In their article, Kelly et al. (2021) evaluate the relationship between nurse burnout, resilience, and organizational turnover in clinical settings. The authors emphasize the significance of burnout-related threat to patient safety and the organization’s performance due to nurses’ reduced personal accomplishment, emotional exhaustion, and cynicism. Nurses who face burnout experience difficulties with communication and behavior, have a lack of motivation and satisfaction and poor job-related and personal self-esteem, and feel that they cannot perform their duties at an appropriate level (Kelly et al., 2021). According to the study’s results, 54% and 28% of sampled nurses experience burnout and its high levels, respectively, with increasing scores of emotional exhaustion and cynicism (Kelly et al., 2021). In turn, resilience is presupposed by a nurse’s age, tenure, intention to stay, and increased hours working. Nevertheless, burnout partially caused by a lack of resilience heavily contributes to organizational turnover. The improvement of the work environment and monitoring of employees for the measurement of their burnout levels for efficient response and the prevention of turnover are suggested as appropriate solutions.
Due to limited evidence related to the connection between nurse burnout and patient outcomes, Schlak et al. (2021) aim to investigate how this occupational phenomenon impacts patients’ length of stay, failure to rescue, and mortality in clinical settings. In general, burnout associated with poor working conditions may be regarded as a major factor that contributes to the occurrence of medical errors. In other words, health care providers whose productivity is affected by exhaustion “miss essential parts of patient care like medication delivery, communication, and surveillance” (Schlak et al., 2021, p. 2). The analysis of cross-sectional data supports this notion as it discovers the highest rates of patient mortality, prolonged length of their stay, and failure to rescue in hospitals with relatively high nurse burnout scores. In turn, appropriate working conditions in hospitals have a positive impact on the minimization of burnout and lead to better patient outcomes improving the quality of health care delivery through nurses’ commitment to work, increased self-esteem, and attention to patients’ needs.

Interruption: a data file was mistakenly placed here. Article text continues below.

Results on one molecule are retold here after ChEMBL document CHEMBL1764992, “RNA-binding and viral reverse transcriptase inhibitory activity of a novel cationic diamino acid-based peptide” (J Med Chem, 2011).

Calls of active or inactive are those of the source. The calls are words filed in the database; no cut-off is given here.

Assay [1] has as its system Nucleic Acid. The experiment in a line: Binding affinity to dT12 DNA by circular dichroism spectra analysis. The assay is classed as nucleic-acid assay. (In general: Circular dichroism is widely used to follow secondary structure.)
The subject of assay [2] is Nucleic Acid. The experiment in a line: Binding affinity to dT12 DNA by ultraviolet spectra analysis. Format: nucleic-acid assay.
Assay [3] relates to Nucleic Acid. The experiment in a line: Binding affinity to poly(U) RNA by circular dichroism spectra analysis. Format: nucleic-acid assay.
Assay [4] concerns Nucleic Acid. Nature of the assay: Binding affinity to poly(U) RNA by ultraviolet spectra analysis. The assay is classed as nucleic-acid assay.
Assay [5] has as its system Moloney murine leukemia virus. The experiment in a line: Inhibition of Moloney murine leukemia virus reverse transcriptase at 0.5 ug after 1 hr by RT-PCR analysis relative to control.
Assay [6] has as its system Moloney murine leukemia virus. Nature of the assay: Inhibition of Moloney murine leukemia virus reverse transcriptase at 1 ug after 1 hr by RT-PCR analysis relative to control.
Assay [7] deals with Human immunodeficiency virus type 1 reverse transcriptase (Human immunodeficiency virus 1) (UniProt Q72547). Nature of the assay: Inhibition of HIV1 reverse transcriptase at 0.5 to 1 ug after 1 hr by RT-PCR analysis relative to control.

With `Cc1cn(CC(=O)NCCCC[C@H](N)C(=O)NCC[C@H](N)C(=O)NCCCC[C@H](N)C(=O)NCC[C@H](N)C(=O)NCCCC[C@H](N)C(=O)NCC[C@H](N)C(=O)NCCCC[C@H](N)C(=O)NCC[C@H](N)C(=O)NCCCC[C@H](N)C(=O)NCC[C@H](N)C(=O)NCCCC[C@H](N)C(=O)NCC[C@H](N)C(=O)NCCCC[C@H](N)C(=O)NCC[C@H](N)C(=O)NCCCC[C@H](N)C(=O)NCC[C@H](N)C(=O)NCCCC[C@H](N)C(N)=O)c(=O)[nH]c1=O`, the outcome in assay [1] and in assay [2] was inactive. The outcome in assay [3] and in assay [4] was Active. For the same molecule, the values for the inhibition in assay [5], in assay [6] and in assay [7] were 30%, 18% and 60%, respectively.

The interrelation between nurse burnout and negative events that occur in medical facilities was investigated by a considerable number of researchers, including White et al. (2019). In particular, they address the relationship between burnout, missed care, and job dissatisfaction in nursing homes. According to the data collected from 687 direct care registered nurses within the framework of the 2015 RN4CAST-US nurse survey that covered 540 Medicaid and Medicare-certified nursing homes in several states across the country, 30% and 31% of nurses reported burnout and dissatisfaction with their job, respectively (White et al., 2019). At the same time, although more than 70% of health care providers admitted that they had missed at least one care task during their last shift, those who exhibited burnout left their duties related to care planning and patient comforting, surveillance, and teaching undone more frequently. In turn, adequate staffing, supportive management, opportunities for personal and professional development, and productive colleague relationships increase job satisfaction, decrease the risk of burnout, and lead to nurses’ quality performance.